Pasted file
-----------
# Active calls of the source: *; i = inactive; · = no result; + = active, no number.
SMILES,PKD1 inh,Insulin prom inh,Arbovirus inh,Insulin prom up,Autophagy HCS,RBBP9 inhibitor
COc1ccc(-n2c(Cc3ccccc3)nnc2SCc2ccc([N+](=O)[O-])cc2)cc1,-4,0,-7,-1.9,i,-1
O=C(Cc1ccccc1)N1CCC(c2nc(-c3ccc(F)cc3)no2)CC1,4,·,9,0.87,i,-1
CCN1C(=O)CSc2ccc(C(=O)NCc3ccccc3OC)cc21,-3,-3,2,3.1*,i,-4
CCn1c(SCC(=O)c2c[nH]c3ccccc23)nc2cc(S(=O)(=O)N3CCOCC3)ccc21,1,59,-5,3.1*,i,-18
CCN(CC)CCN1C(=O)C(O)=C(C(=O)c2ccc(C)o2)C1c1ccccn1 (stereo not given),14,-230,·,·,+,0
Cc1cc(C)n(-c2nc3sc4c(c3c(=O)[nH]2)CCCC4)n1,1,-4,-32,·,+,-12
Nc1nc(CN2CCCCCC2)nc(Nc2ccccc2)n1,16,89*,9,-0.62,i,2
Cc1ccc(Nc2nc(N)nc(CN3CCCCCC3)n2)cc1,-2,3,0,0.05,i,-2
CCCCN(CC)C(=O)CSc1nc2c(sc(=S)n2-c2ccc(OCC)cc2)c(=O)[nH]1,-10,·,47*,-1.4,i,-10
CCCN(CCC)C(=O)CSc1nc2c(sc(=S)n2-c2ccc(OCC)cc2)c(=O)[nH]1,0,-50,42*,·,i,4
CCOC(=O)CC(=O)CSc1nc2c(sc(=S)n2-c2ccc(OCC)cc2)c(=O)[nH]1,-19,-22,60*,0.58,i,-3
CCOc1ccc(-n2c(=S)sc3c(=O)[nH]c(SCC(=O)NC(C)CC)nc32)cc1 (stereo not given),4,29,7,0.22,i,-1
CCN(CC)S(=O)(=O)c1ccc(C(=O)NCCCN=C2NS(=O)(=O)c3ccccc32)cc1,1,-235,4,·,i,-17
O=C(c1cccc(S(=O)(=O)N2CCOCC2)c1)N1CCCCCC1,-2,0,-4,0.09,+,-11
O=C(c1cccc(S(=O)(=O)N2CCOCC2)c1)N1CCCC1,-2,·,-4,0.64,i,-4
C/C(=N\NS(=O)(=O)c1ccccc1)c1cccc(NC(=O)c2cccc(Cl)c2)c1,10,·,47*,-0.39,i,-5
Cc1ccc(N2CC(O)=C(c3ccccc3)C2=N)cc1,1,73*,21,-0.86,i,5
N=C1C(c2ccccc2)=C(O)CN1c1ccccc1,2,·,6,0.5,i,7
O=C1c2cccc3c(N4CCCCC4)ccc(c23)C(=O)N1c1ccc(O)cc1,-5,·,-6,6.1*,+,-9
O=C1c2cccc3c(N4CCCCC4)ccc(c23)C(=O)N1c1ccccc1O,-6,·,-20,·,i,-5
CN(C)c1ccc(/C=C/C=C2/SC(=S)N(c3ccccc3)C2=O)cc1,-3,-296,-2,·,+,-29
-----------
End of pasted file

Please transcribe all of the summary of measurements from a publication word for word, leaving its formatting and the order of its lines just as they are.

# Active calls of the source: *; i = inactive; · = no result; + = active, no number.
SMILES,PKD1 inh,Insulin prom inh,Arbovirus inh,Insulin prom up,Autophagy HCS,RBBP9 inhibitor
COc1ccc(-n2c(Cc3ccccc3)nnc2SCc2ccc([N+](=O)[O-])cc2)cc1,-4,0,-7,-1.9,i,-1
O=C(Cc1ccccc1)N1CCC(c2nc(-c3ccc(F)cc3)no2)CC1,4,·,9,0.87,i,-1
CCN1C(=O)CSc2ccc(C(=O)NCc3ccccc3OC)cc21,-3,-3,2,3.1*,i,-4
CCn1c(SCC(=O)c2c[nH]c3ccccc23)nc2cc(S(=O)(=O)N3CCOCC3)ccc21,1,59,-5,3.1*,i,-18
CCN(CC)CCN1C(=O)C(O)=C(C(=O)c2ccc(C)o2)C1c1ccccn1 (stereo not given),14,-230,·,·,+,0
Cc1cc(C)n(-c2nc3sc4c(c3c(=O)[nH]2)CCCC4)n1,1,-4,-32,·,+,-12
Nc1nc(CN2CCCCCC2)nc(Nc2ccccc2)n1,16,89*,9,-0.62,i,2
Cc1ccc(Nc2nc(N)nc(CN3CCCCCC3)n2)cc1,-2,3,0,0.05,i,-2
CCCCN(CC)C(=O)CSc1nc2c(sc(=S)n2-c2ccc(OCC)cc2)c(=O)[nH]1,-10,·,47*,-1.4,i,-10
CCCN(CCC)C(=O)CSc1nc2c(sc(=S)n2-c2ccc(OCC)cc2)c(=O)[nH]1,0,-50,42*,·,i,4
CCOC(=O)CC(=O)CSc1nc2c(sc(=S)n2-c2ccc(OCC)cc2)c(=O)[nH]1,-19,-22,60*,0.58,i,-3
CCOc1ccc(-n2c(=S)sc3c(=O)[nH]c(SCC(=O)NC(C)CC)nc32)cc1 (stereo not given),4,29,7,0.22,i,-1
CCN(CC)S(=O)(=O)c1ccc(C(=O)NCCCN=C2NS(=O)(=O)c3ccccc32)cc1,1,-235,4,·,i,-17
O=C(c1cccc(S(=O)(=O)N2CCOCC2)c1)N1CCCCCC1,-2,0,-4,0.09,+,-11
O=C(c1cccc(S(=O)(=O)N2CCOCC2)c1)N1CCCC1,-2,·,-4,0.64,i,-4
C/C(=N\NS(=O)(=O)c1ccccc1)c1cccc(NC(=O)c2cccc(Cl)c2)c1,10,·,47*,-0.39,i,-5
Cc1ccc(N2CC(O)=C(c3ccccc3)C2=N)cc1,1,73*,21,-0.86,i,5
N=C1C(c2ccccc2)=C(O)CN1c1ccccc1,2,·,6,0.5,i,7
O=C1c2cccc3c(N4CCCCC4)ccc(c23)C(=O)N1c1ccc(O)cc1,-5,·,-6,6.1*,+,-9
O=C1c2cccc3c(N4CCCCC4)ccc(c23)C(=O)N1c1ccccc1O,-6,·,-20,·,i,-5
CN(C)c1ccc(/C=C/C=C2/SC(=S)N(c3ccccc3)C2=O)cc1,-3,-296,-2,·,+,-29